Maybe those youngsters would’ve been just fine anyway. It’s hard to imagine, though, that Butler’s combination of demanding leadership and persistent, gushing promotion didn’t play a role in how the Heat’s season unfolded. After a checkered journey around the NBA that saw Butler exit Chicago, Minnesota, and Philadelphia under less-than-ideal circumstances—and man, does it feel like this Heat run has told us nearly as much about the Bulls, Wolves, and Sixers as it has about Jimmy—Butler successfully rebranded himself this season, and in the bubble in particular, as “the ultimate teammate.” After years of roiling drama and choppy seas, Jimmy established himself as the rising tide that lifted the Heat’s armada of intriguing but untested contributors all the way to the sixth game of the Finals, despite injuries that reduced Adebayo and shelved Goran Dragic for four and a half games before Dragic’s valiant-but-too-little-too-late return on Sunday.
The presence of Butler, the ascent of Adebayo, the resurgence of Dragic, and the emerging talents of Robinson, Herro, and Kendrick Nunn allowed Spoelstra to coach up to the level of his estimable talents. He piloted a malleable, adaptable team that carved opponents up with unceasing ball and player movement, shut them down with a variety of zone and man schemes, and broke them down with peerless conditioning and sheer force of will. Given your druthers, you’d always rather have the team with the greatest player of his generation and an in-his-prime, Hall of Fame–caliber wrecking ball. Short of that, though, you’d have to imagine that this Miami squad is something like Spoelstra’s ideal version of a team—the kind of roster that he can unlock, and that unlocks him in turn. In the moments after Game 6, he let his appreciation for his crew show.
Erik Spoelstra wiping away tears for over 30 seconds before starting his first answer post-game. pic.twitter.com/japm0ctsht— Will Manso (@WillManso) October 12, 2020
“I think that’s what we’re all looking for, right, is to be part of a family,” Spoelstra said. “To be a part of something where you felt all along that you were searching for something—where you can just be yourself, you don’t have to make any apologies for who you are. We have been searching for [Butler] for a long time, and I think he’s been searching for something like us for a while. Again, you’re in this business to be around amazing people and to develop incredible relationships. It is about the game, it is about winning, but it also is about being around locker rooms that you’ll remember for a long, long time.”
In the years to come, when we think back on this Finals, this bubble, this surreal experience that seemed like an impossible mission at the outset, it’s likely that what we’ll remember most is L.A.’s superstar duo dominating for four consecutive rounds. That’ll be true, mostly, and it’ll be fair; history’s written by the winners, and all that. But as we go back over LeBron inching closer to that ghost he’s been chasing and AD’s arrival on the grandest stage, here’s hoping we’ll spare a thought for Jimmy’s games 3 and 5, and Herro dropping 37, and Bam blocking Jayson Tatum and closing out the Celtics, and the fight with T.J. Warren, and Dragic battling through unimaginable pain in his torn left foot just to get back into the fight, because that’s what made this season so special. It’s what this, all of this, is for.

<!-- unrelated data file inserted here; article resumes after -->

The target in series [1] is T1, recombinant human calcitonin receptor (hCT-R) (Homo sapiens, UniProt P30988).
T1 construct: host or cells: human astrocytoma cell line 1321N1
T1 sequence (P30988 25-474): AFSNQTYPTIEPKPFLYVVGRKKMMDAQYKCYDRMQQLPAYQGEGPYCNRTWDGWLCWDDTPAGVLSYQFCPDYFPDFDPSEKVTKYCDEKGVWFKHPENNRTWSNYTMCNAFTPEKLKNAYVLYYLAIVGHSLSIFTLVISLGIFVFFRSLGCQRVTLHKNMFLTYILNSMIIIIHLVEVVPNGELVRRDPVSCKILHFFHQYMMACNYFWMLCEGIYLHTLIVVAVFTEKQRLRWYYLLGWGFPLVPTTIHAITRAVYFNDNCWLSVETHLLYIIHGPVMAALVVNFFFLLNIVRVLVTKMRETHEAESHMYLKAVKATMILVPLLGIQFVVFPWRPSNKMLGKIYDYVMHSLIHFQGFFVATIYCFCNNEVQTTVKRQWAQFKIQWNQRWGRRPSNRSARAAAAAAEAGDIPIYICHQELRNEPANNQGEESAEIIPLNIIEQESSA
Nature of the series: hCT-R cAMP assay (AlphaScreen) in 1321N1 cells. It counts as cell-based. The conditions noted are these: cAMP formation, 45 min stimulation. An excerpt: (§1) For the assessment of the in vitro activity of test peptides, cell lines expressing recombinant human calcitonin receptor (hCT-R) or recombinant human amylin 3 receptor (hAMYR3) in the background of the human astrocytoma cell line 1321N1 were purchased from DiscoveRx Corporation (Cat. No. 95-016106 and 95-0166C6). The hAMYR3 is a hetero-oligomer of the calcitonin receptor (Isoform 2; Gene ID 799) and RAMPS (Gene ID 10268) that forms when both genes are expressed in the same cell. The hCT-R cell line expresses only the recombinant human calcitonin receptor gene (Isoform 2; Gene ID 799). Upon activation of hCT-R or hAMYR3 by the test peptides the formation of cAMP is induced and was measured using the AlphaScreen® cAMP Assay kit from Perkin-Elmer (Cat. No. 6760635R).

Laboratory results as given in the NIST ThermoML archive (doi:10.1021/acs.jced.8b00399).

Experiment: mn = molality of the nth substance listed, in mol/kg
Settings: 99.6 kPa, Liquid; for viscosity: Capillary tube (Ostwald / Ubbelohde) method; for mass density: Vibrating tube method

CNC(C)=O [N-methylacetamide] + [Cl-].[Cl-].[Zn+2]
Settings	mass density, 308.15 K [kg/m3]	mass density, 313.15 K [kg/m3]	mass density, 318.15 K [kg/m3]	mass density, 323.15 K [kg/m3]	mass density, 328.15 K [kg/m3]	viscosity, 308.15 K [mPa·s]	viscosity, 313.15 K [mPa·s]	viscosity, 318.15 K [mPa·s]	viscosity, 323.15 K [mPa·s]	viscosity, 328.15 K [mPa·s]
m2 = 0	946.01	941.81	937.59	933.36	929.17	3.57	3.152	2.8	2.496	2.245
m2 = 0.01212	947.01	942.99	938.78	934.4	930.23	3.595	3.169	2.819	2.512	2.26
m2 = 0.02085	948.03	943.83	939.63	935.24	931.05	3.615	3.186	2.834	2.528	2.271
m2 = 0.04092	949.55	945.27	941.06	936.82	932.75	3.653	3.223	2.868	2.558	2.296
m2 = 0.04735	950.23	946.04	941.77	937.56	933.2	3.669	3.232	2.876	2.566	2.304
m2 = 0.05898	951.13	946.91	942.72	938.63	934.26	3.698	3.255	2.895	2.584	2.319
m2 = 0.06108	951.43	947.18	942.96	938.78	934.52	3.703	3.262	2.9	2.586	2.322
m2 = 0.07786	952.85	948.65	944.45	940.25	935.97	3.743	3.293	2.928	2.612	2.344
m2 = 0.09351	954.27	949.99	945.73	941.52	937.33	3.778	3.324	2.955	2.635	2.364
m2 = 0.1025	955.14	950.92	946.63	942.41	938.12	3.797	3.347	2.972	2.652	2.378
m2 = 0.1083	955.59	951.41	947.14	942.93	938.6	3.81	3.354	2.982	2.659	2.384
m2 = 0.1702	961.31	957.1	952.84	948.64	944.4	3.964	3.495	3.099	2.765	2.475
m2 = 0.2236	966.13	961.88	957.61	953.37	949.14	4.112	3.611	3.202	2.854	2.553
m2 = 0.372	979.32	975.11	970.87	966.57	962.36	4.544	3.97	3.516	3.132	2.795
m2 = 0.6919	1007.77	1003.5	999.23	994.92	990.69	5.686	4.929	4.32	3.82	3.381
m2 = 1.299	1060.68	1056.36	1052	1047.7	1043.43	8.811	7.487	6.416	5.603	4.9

The Heat did not accomplish their ultimate goal; their season, like those of every team that isn’t the Lakers, ended in defeat. But that doesn’t mean it ends in failure. I wrote it before this series, and I’ll repeat it: Miami’s run to the Finals was a sensational, overwhelming, and overarching success, one attributable to a collection of gifted players whose talents mesh together beautifully, and to an organizational commitment to find, develop, and highlight those sorts of players. They enter the offseason with questions to answer: Playoff starters Dragic and Jae Crowder will hit free agency, as will regular-season starter Meyers Leonard and longtime talisman Udonis Haslem. But they also have a bright future to look forward to, with Butler under contract for three more seasons; the young core of Adebayo, Herro, Robinson, and Nunn all cheap and rapidly improving; a path to max salary cap space in the 2021 offseason; all of the fringe benefits that come with playing in Miami; and leadership wise and stable enough to entice the next rainmaker who might come along.
Maybe none of that will add up to a championship; plenty of excellent teams with great young players think they’ll be in the hunt every year, only to recede after being buffeted by harsh realities. If you had to bet on an organization making the most of its opportunities to go for it all, though, you could do worse than putting your faith in the people who run the Heat, and the newly minted superstar they leaned on until the wheels fell off.
“I told [the team] that I would win them one, and I didn’t hold up my end of the bargain,” Butler told reporters Sunday. “So that means I got to do it next year.”